DO YOU REALLY KNOW THIS CITY?
Wild Facts About Las Vegas
Whether you’ve been a resident of Southern Nevada your whole life or might be newer to the area, the rich history and crazy facts behind Las Vegas never cease to astound. If you’ve never delved into some of the crazier stories that make this notorious city what it is, then you’re in for a treat. The famous Las Vegas sign isn’t actually in Las Vegas. One of the first things people picture when thinking of Las Vegas is the iconic glittering white sign at the beginning of the strip that reads “Welcome to Fabulous Las Vegas!” But that sign (and most of the Las Vegas strip itself) isn’t actually located within the city limits of Las Vegas. It sits in the neighboring city of Paradise, Nevada. FedEx exists today thanks to gambling in Las Vegas. Frederick W. Smith, the founder and CEO of FedEx, saved his company by gambling. The business wasn’t able to procure the funds needed to support a $24,000 fuel bill for its airplanes to make cross-country deliveries, so Smith took FedEx’s last $5,000 to Vegas and won $27,000 gambling on blackjack (which he used to pay bills). Over 1,000 people live underneath the strip. A network of drainage tunnels running underneath the Las Vegas strip are home to thousands of people. They’ve taken up residence in concrete pits meant to draw rainwater away from the city, which is a big risk if and when Las Vegas ever sees enough rainfall. One monsoon could wash their camps away. The biggest jackpot ever won from slots was $39.7 million. The largest-ever recorded lucky pull went to a 25-year-old software engineer from Los Angeles. He put $100 into a Megabucks slot machine in the Excalibur Hotel in 2003 and won $39.7 million, defeating the one in 16.7 million odds. The money is currently being paid out in 25 annual installments of $1.5 million.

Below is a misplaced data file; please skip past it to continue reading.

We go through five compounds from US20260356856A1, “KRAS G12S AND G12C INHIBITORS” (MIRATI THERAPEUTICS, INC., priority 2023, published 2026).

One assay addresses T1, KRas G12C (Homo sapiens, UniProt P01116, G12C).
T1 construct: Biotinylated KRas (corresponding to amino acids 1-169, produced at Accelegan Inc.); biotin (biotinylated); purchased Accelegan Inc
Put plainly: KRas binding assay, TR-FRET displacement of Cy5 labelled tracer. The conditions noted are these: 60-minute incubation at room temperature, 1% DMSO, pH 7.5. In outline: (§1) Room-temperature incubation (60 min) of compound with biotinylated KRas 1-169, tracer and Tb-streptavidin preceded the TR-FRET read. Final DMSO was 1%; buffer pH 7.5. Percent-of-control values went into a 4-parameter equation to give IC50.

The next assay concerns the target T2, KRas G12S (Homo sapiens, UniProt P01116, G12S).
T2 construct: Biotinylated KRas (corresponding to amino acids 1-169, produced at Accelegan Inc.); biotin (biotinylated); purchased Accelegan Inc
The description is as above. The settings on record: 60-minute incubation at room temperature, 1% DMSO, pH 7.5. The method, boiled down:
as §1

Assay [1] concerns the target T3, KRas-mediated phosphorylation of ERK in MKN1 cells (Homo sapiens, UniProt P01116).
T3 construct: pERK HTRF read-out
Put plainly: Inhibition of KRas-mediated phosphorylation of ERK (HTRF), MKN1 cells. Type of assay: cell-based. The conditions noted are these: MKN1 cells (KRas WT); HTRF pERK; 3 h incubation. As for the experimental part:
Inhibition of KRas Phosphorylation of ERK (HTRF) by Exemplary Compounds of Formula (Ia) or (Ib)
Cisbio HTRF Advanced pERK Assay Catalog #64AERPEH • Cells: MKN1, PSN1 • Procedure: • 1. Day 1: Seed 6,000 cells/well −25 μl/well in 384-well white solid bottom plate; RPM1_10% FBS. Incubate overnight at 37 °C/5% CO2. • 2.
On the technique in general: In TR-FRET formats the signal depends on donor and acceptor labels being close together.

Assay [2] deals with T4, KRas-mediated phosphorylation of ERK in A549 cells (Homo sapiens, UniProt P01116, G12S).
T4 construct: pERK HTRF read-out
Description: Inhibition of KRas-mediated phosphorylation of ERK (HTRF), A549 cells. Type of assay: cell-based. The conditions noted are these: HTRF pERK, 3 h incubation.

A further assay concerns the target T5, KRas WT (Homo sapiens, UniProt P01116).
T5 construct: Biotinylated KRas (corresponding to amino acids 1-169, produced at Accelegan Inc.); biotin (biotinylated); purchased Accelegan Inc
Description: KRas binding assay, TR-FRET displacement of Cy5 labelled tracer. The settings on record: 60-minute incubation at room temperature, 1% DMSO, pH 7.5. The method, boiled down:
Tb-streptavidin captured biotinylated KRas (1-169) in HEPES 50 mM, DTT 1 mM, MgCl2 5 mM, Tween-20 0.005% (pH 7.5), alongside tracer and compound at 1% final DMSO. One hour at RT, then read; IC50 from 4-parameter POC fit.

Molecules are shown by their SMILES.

What’s your favorite wild Las Vegas fact? We’d love to know!
TAKE A BREAK
At the Round Table
TEAMING UP WITH THE AMERICAN RED CROSS
To honor those impacted by the Oct. 1 tragedy in 2017, the Golden Knights teamed up with the American Red Cross to host a blood drive at the T-Mobile Arena on Oct. 1 this year. “Three years ago, Vegas faced an unimaginable tragedy. Our community stepped up in every way, including waiting in long lines to donate blood to those in need,” Vegas Golden Knights’ President, Kerry Bubolz, said. The VGK and the American Red Cross continually work together to encourage Southern Nevadans to donate blood for trauma patients, just as people did for those who were in need due to the events of that night.
All donors made appointments ahead of time, and everyone in attendance wore masks and followed the Centers for Disease Control and Prevention recommended safety procedures to make the event a success. Everyone who donated also received a commemorative “Vegas Stronger” hockey puck. We want to thank the Golden Knights for continuing to actively show their support for our Southern Las Vegas community.
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